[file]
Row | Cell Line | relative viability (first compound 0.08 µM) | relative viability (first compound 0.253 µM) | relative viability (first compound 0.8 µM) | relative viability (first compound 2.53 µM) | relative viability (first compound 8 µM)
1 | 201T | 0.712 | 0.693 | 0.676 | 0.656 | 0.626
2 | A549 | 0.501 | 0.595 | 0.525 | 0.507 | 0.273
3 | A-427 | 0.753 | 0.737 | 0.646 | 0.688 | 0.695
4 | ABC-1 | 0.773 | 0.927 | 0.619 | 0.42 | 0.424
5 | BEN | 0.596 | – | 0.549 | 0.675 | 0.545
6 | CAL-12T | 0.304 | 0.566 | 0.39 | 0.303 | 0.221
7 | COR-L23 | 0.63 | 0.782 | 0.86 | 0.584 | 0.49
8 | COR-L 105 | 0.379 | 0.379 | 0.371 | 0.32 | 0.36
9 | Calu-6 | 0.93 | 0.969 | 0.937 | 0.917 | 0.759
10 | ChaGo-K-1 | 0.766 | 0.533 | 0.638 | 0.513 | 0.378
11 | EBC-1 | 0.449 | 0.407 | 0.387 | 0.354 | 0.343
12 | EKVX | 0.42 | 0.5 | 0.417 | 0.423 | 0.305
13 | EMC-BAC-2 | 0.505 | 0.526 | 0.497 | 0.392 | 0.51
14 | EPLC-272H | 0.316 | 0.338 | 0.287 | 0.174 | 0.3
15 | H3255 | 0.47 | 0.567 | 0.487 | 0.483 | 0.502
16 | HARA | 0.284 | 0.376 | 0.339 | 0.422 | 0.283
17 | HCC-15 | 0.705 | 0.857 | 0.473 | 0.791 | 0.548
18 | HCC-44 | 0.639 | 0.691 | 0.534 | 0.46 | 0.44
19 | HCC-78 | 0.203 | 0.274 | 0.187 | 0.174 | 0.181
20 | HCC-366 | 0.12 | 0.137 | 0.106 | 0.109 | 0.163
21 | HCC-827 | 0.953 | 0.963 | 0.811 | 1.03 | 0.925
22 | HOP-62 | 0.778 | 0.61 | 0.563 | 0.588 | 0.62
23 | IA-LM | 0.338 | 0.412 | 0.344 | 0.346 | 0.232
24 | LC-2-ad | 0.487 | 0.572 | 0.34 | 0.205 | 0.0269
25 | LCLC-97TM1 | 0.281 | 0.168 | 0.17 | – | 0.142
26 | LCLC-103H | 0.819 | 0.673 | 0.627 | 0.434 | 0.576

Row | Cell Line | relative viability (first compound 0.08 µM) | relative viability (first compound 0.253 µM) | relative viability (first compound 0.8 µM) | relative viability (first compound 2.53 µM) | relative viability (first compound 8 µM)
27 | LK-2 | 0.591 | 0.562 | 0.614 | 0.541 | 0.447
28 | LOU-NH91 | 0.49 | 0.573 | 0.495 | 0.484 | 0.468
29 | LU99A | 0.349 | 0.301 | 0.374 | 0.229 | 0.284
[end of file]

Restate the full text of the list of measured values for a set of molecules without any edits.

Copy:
Row | Cell Line | relative viability (first compound 0.08 µM) | relative viability (first compound 0.253 µM) | relative viability (first compound 0.8 µM) | relative viability (first compound 2.53 µM) | relative viability (first compound 8 µM)
1 | 201T | 0.712 | 0.693 | 0.676 | 0.656 | 0.626
2 | A549 | 0.501 | 0.595 | 0.525 | 0.507 | 0.273
3 | A-427 | 0.753 | 0.737 | 0.646 | 0.688 | 0.695
4 | ABC-1 | 0.773 | 0.927 | 0.619 | 0.42 | 0.424
5 | BEN | 0.596 | – | 0.549 | 0.675 | 0.545
6 | CAL-12T | 0.304 | 0.566 | 0.39 | 0.303 | 0.221
7 | COR-L23 | 0.63 | 0.782 | 0.86 | 0.584 | 0.49
8 | COR-L 105 | 0.379 | 0.379 | 0.371 | 0.32 | 0.36
9 | Calu-6 | 0.93 | 0.969 | 0.937 | 0.917 | 0.759
10 | ChaGo-K-1 | 0.766 | 0.533 | 0.638 | 0.513 | 0.378
11 | EBC-1 | 0.449 | 0.407 | 0.387 | 0.354 | 0.343
12 | EKVX | 0.42 | 0.5 | 0.417 | 0.423 | 0.305
13 | EMC-BAC-2 | 0.505 | 0.526 | 0.497 | 0.392 | 0.51
14 | EPLC-272H | 0.316 | 0.338 | 0.287 | 0.174 | 0.3
15 | H3255 | 0.47 | 0.567 | 0.487 | 0.483 | 0.502
16 | HARA | 0.284 | 0.376 | 0.339 | 0.422 | 0.283
17 | HCC-15 | 0.705 | 0.857 | 0.473 | 0.791 | 0.548
18 | HCC-44 | 0.639 | 0.691 | 0.534 | 0.46 | 0.44
19 | HCC-78 | 0.203 | 0.274 | 0.187 | 0.174 | 0.181
20 | HCC-366 | 0.12 | 0.137 | 0.106 | 0.109 | 0.163
21 | HCC-827 | 0.953 | 0.963 | 0.811 | 1.03 | 0.925
22 | HOP-62 | 0.778 | 0.61 | 0.563 | 0.588 | 0.62
23 | IA-LM | 0.338 | 0.412 | 0.344 | 0.346 | 0.232
24 | LC-2-ad | 0.487 | 0.572 | 0.34 | 0.205 | 0.0269
25 | LCLC-97TM1 | 0.281 | 0.168 | 0.17 | – | 0.142
26 | LCLC-103H | 0.819 | 0.673 | 0.627 | 0.434 | 0.576

Row | Cell Line | relative viability (first compound 0.08 µM) | relative viability (first compound 0.253 µM) | relative viability (first compound 0.8 µM) | relative viability (first compound 2.53 µM) | relative viability (first compound 8 µM)
27 | LK-2 | 0.591 | 0.562 | 0.614 | 0.541 | 0.447
28 | LOU-NH91 | 0.49 | 0.573 | 0.495 | 0.484 | 0.468
29 | LU99A | 0.349 | 0.301 | 0.374 | 0.229 | 0.284